New Brunswick

California places popular N.B. herbicide on list of cancer-causing chemicals

A herbicide widely used in New Brunswick forests has been classified as a cancer-causing chemical in California.

Glyphosate, the active ingredient in Roundup, is used to kill hardwood growth in forests

California has put glyphosate, a herbicide sprayed throughout New Brunswick's forests to kill hardwood growth, on a list of chemicals known to cause cancer. (CBC)

Widely used in New Brunswick forests, the herbicide glyphosate has been classified as a cancer-causing chemical in California.

On July 7, glyphosate will be placed on the California state government's list of carcinogenic chemicals.

This follows a decision by courts in the state to deny an appeal of the glyphosate classification by the company Monsanto, which produces several products that include the chemical, including the popular weed killer Roundup.

All products containing glyphosate must now be sold with warning labels that identify ingredients that are potentially cancer-causing. Companies selling those products will have one year from July 7, 2017, to add those labels to their products. 

Welcome decision

Glyphosate is commonly found in household garden herbicides, but is also widely used to control weeds on farmers' fields and to kill undergrowth on tree plantations.

Earlier this year, Health Canada announced the potential risks to human health and the environment from pesticides containing glyphosate are acceptable, if used as directed in updated labels.

California joins several other jurisdictions, including the Netherlands and several South American Countries, that have classified glyphosate as a carcinogen.

The decision was welcomed by New Brunswick groups who want the material banned in the province.

"Hopefully it puts more pressure on provincial and municipal governments to look at pesticides and to consider warning labels," said Tracy Glynn, forestry director with the Conservation Council of New Brunswick. "And then phase it out completely."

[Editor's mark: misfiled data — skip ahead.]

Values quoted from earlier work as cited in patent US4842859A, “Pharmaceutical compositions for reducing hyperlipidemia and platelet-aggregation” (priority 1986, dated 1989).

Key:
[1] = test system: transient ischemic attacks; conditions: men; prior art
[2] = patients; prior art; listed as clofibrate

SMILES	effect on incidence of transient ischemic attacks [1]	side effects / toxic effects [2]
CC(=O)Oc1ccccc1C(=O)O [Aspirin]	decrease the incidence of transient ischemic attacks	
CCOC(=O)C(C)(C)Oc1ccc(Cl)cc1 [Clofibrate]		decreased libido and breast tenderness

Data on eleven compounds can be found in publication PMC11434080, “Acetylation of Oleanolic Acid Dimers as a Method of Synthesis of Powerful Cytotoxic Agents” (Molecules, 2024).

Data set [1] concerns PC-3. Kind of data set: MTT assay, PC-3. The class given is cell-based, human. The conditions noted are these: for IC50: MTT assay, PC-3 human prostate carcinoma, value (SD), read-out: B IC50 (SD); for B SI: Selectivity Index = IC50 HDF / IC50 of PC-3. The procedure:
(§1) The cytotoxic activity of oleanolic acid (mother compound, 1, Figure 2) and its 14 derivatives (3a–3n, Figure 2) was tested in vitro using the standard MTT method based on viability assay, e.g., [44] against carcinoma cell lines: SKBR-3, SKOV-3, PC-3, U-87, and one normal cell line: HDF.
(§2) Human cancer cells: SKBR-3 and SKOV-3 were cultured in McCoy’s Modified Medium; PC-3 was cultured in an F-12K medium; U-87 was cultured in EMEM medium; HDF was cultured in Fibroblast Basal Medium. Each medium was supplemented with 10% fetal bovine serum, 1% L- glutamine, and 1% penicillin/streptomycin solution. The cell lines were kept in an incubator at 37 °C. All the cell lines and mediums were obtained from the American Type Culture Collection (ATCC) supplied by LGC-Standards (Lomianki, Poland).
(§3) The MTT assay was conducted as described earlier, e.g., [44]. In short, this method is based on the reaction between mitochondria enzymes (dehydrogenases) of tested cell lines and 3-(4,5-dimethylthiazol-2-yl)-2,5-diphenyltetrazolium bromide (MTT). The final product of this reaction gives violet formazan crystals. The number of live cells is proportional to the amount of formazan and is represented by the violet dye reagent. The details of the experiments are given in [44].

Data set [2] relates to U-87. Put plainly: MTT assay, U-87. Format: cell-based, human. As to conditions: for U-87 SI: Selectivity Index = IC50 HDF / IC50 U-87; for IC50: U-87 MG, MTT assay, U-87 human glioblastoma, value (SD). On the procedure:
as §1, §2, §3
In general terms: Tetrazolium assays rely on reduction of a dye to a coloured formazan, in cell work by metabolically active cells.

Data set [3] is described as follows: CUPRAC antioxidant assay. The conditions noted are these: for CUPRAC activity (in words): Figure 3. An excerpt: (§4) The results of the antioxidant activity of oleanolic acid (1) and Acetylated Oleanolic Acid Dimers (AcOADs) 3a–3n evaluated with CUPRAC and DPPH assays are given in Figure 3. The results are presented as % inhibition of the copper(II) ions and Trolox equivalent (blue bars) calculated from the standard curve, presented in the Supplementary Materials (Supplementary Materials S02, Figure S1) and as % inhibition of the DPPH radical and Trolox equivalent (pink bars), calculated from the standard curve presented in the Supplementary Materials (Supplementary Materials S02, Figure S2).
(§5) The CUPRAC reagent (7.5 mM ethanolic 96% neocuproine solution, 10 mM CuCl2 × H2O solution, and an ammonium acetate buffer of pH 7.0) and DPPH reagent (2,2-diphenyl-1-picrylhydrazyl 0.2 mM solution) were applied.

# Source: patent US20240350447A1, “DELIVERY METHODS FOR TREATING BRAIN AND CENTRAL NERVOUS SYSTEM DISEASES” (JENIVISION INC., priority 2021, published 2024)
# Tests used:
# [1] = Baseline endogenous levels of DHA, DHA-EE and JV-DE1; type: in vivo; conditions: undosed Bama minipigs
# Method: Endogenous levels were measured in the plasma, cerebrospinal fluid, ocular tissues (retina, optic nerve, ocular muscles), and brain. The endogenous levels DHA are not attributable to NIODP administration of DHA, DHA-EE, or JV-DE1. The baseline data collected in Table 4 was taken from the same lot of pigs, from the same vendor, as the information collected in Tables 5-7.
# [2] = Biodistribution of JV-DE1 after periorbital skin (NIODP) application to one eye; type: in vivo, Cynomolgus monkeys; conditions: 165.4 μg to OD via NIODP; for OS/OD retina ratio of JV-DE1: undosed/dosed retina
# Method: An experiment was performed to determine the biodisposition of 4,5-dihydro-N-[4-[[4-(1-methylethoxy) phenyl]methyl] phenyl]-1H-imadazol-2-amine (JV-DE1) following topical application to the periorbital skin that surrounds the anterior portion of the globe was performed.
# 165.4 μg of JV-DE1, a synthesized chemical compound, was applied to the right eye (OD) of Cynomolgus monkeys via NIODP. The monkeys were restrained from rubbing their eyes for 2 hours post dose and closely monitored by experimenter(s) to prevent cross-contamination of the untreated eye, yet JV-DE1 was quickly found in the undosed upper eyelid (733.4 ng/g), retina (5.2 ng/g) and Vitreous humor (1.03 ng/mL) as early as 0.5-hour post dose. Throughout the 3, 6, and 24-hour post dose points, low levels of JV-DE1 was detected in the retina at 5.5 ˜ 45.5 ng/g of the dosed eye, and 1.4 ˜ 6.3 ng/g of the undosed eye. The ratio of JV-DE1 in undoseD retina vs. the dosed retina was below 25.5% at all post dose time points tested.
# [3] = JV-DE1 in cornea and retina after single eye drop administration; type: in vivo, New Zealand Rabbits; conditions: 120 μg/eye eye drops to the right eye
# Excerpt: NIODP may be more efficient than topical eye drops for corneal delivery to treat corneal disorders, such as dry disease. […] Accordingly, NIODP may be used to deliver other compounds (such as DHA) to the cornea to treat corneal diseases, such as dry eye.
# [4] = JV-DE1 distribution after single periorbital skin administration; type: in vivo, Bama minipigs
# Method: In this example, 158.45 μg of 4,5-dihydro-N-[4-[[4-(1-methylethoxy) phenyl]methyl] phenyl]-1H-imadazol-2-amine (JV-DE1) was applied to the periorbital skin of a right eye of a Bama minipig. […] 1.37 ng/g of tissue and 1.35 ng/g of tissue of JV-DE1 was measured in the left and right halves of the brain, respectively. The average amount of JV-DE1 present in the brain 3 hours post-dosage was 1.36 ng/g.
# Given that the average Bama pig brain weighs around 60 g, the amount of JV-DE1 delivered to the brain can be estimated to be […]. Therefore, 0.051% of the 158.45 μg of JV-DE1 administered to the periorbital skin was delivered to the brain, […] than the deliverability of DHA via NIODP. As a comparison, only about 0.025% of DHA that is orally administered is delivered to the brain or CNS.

Tracy Glynn, forestry director for the Conservation Council of New Brunswick, says the province needs to follow the lead of other jurisdictions and start phasing out the use of glyphosate. (Shane Fowler/CBC)

While California's decision does not affect the use of the chemical compound in this province, the New Brunswick Department of Health is aware of the recent classification.

For now, glyphosate continues to be approved for use en mass for a variety of projects, including NB Power's use of the material on its power transmission lines, and J.D. Irving's use of glyphosate to control forest growth. 

Dr. Jennifer Russell, chief acting medical officer of health in New Brunswick, says glyphosate remains approved for use but the province will watch for any decisions on the product made by Health Canada. (Pat Richard/CBC)

New Brunswick's acting chief medical officer of health said the province will continue to monitor for any decisions on the product made by Health Canada.

"In New Brunswick, it is approved for use," said Dr. Jennifer Russell. "We're just monitoring that situation and we keep abreast of whatever the new information is that is coming out."

Health Canada re-evaluation

Glyphosate was first listed as "probably carcinogenic to humans" by the International Agency for Research on Cancer, a branch of the World Health Organization, in 2015.

Health Canada is now undergoing a re-evaluation of the use of glyphosate in Canada, but it's not yet known when those results will be published. 

That's not enough for Glynn, who said the province has the power to make its own call on the use of the herbicide. 

"We know that a Supreme Court decision affirmed … that municipalities and provincial governments can limit and ban pesticides," she said, adding that other provinces, such as Quebec, banned the use of glyphosate in forestry "in light of public health concerns."

"And now we're spraying a record amount, the most of any province, at a time when New Brunswickers have never been more opposed to it," said Glynn.

"So we think it's time and New Brunswick needs to enter the 21st century in terms of forestry practices."


Shane Fowler


Shane Fowler has been a CBC journalist based in Fredericton since 2013.


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